Background: Vaccination against Lyme disease appears to be safe and effective; however, the cost per quality-adjusted life-year (QALY) gained with vaccination is unknown.
Methods: We developed a decision-analytic model to evaluate the cost-effectiveness of vaccination compared with no vaccination in individuals living in endemic areas of Lyme disease. Our analysis encompassed a 10-year time horizon including a 2-year vaccination schedule with an additional year of vaccine effectiveness. The costs and probabilities of vaccination risk, compliance and efficacy, and Lyme disease clinical sequelae and treatment were estimated from the literature. Health-related quality-of-life weights of the various clinical sequelae of Lyme disease infection were obtained from a sample of 105 residents from Nantucket Island, Massachusetts.
Results: Vaccinating 10 000 residents living in endemic areas with a probability of Lyme disease per season of 0.01 averted 202 cases of Lyme disease during a 10-year period. The additional cost per QALY gained compared with no vaccination was $62 300. Vaccination cost $12 600/QALY gained for endemic areas with an attack rate of 2.5% per season, and $145 200/QALY gained for an attack rate of 0.5%. Vaccinating individuals over an accelerated 2-month vaccination schedule improved the cost-effectiveness to $53 700/QALY gained. If a yearly booster shot is required for persisting efficacy, the marginal cost-effectiveness ratio increases to $72 700/QALY. The cost-effectiveness of vaccination was most sensitive to the Lyme disease treatment efficacy and assumptions about the persistence of vaccination effect.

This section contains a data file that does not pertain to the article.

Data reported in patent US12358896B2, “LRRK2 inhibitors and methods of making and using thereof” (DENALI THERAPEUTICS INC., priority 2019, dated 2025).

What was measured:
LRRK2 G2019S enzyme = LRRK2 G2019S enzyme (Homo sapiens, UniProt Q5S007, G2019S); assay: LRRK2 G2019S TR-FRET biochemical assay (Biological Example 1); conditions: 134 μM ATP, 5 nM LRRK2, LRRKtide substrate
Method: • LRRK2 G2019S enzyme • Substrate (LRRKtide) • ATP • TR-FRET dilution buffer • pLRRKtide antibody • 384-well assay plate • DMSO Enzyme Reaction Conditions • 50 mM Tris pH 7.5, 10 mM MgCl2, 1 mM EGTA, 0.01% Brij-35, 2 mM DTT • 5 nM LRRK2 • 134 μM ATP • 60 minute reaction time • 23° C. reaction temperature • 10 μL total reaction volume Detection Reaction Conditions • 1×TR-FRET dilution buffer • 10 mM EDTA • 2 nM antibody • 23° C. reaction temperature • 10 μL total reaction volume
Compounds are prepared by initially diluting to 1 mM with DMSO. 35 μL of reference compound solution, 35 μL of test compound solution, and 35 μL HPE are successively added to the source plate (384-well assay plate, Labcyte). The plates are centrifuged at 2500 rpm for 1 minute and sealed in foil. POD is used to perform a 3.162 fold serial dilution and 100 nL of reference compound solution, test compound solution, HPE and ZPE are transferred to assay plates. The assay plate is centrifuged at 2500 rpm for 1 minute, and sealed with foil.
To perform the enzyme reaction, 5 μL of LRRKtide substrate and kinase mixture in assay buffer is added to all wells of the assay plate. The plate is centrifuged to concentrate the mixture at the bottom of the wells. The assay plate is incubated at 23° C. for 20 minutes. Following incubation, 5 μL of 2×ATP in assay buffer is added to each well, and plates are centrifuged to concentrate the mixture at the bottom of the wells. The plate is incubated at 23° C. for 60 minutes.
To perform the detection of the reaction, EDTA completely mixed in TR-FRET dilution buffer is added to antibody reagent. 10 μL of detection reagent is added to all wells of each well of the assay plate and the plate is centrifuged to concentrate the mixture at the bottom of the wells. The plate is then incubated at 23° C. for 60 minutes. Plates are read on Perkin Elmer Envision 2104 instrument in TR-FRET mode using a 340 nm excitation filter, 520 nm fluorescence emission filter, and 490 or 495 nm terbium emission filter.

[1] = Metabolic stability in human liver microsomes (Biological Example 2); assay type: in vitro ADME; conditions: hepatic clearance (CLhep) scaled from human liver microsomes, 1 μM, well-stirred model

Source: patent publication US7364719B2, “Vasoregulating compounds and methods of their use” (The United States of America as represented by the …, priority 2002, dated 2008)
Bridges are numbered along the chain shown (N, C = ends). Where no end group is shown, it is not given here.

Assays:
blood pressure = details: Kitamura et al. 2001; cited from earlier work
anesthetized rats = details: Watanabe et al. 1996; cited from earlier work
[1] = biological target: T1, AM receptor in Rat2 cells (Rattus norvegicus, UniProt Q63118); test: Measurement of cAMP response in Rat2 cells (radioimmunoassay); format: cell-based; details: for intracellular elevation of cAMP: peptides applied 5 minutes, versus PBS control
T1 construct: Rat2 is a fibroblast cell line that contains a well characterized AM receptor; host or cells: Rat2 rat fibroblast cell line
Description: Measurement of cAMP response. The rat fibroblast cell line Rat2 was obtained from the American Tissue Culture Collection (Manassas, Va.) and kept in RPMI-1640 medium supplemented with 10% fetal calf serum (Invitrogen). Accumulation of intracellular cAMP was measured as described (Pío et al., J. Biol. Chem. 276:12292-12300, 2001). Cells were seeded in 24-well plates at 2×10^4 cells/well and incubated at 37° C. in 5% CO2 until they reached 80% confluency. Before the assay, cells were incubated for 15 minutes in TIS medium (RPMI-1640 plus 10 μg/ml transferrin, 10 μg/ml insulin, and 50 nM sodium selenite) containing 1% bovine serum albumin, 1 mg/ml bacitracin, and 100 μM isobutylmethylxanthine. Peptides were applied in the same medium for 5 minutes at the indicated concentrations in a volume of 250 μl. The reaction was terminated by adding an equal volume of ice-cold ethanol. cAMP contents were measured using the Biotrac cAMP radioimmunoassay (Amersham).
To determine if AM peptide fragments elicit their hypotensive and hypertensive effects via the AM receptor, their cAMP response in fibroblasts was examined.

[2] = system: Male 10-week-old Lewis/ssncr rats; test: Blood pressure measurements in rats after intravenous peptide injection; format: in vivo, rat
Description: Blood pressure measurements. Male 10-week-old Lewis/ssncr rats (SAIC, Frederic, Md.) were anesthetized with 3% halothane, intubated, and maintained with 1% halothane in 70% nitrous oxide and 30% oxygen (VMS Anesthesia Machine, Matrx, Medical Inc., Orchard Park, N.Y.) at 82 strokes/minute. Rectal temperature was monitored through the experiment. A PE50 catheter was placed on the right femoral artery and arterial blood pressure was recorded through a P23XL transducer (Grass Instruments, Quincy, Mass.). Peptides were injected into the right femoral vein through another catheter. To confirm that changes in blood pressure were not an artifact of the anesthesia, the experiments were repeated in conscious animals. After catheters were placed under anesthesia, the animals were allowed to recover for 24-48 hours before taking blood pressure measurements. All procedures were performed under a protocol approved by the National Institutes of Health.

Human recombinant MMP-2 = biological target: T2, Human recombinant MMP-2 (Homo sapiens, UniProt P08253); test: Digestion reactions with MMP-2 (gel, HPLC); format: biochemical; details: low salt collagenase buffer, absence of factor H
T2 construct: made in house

Conclusion: Vaccination against Lyme disease appears only to be economically attractive for individuals who have a seasonal probability of Borrelia burgdorferi infection of greater than 1%.